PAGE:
As noted above, our Code would specifically prohibit the listing of tickets for which there is no known supply or that are listed before tickets could ever be available for the event on the primary market. Marketplaces would be expected to check for such listings and remove them.
WILL YOU STOP THE HIGH PRICES CHARGED BY RESELLERS?
For good reasons regarding competition law, STAR is not a position to restrict the price of tickets or charges in the primary market any more than it would be able to do so in the resale market.
Transparency on pricing is certainly important and, in line with the existing STAR Code of Practice for the primary market, we would include the requirement – already detailed in the Consumer Rights Act – that the face value price should be provided as key information to prospective buyers.
The primary ticket market has responded to the fact that some customers are willing to pay higher prices, particularly for late availability for events that are selling well, by introducing premium and dynamic pricing. Market responsive pricing has therefore developed in ticketing in a way that is already familiar in the travel and hotel industries.
WHAT ABOUT TICKET BOTS?
‘Ticket Bots’ are computer programs that automatically breach existing obstacles such as ‘Captcha’ and procure tickets from the primary market when they first go on sale with the express intention of reselling them for profit in the secondary market. This can remove the availability of a large number of tickets from customers who should not need or be forced to seek tickets at a higher price in the resale market due to the unfair harvesting of tickets using bots. At present, there is no clear legislation relating to this sort of automated buying and potential skewing of the market for popular events. Action needs to be taken to prevent the use of ticket bots, or other technology with the same purpose, and to ensure the practice is illegal under either existing or new legislation. STAR is vehemently opposed to the use of this technology.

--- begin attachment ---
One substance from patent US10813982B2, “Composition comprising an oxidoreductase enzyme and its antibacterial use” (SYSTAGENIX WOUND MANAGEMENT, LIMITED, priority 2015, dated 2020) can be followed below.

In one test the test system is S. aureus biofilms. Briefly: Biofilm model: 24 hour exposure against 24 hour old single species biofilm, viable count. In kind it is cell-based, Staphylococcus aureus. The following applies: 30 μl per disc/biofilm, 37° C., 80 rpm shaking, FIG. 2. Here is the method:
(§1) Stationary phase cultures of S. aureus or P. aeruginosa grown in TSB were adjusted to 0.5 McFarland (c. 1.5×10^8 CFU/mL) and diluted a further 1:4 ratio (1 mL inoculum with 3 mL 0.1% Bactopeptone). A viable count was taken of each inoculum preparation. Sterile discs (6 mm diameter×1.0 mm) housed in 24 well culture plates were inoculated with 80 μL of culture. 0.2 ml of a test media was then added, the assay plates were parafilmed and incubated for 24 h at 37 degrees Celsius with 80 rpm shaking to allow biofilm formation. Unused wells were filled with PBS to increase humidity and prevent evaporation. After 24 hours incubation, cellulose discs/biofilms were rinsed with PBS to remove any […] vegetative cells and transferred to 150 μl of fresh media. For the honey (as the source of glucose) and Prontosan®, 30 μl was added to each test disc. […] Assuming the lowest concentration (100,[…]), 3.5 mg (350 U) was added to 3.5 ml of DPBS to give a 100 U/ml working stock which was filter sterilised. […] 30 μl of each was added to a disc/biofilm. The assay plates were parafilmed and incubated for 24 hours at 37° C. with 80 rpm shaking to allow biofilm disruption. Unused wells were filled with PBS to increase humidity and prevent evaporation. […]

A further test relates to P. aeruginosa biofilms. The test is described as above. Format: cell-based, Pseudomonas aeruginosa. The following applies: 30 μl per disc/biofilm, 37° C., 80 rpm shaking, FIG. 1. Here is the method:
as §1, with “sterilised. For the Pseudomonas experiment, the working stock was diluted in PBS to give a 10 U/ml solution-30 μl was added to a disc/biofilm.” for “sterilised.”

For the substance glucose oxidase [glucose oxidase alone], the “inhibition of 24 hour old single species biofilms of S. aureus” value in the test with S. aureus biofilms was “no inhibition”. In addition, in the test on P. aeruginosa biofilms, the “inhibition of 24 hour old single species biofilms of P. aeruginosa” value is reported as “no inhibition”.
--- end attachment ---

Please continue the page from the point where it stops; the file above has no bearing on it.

The Society of Ticket Agents and Retailers (STAR) is the self-regulatory body for the entertainment ticket industry. Charged with promoting excellent service and improving standards across the entertainment industry, STAR members work to a strict Code of Practice and a dispute conciliation service operates to help customers resolve outstanding complaints.
The Society’s many members include all the UK’s major authorised ticket agents as well as arenas, theatres, producers and promoters throughout London and the UK. Between them, members of STAR sell more than 30 million tickets a year.
Membership of STAR can be recognised by the use of the STAR kitemark and a full list of members is available at http://www.star.org.uk.
STAR is running an awareness campaign on 24 November to reach as many ticket buyers as possible with information about how to buy tickets confidently and avoid deliberate scams.
STAR is dedicated to ensuring high levels of customer service and ticket buyers who experience a problem with their purchase from a STAR member can contact the STAR helpline on 0844 879 4272, e-mail info (put the @ symbol here) star.org.uk or write to STAR, PO Box 708, St Leonard’s Place, York, YO1 0GT.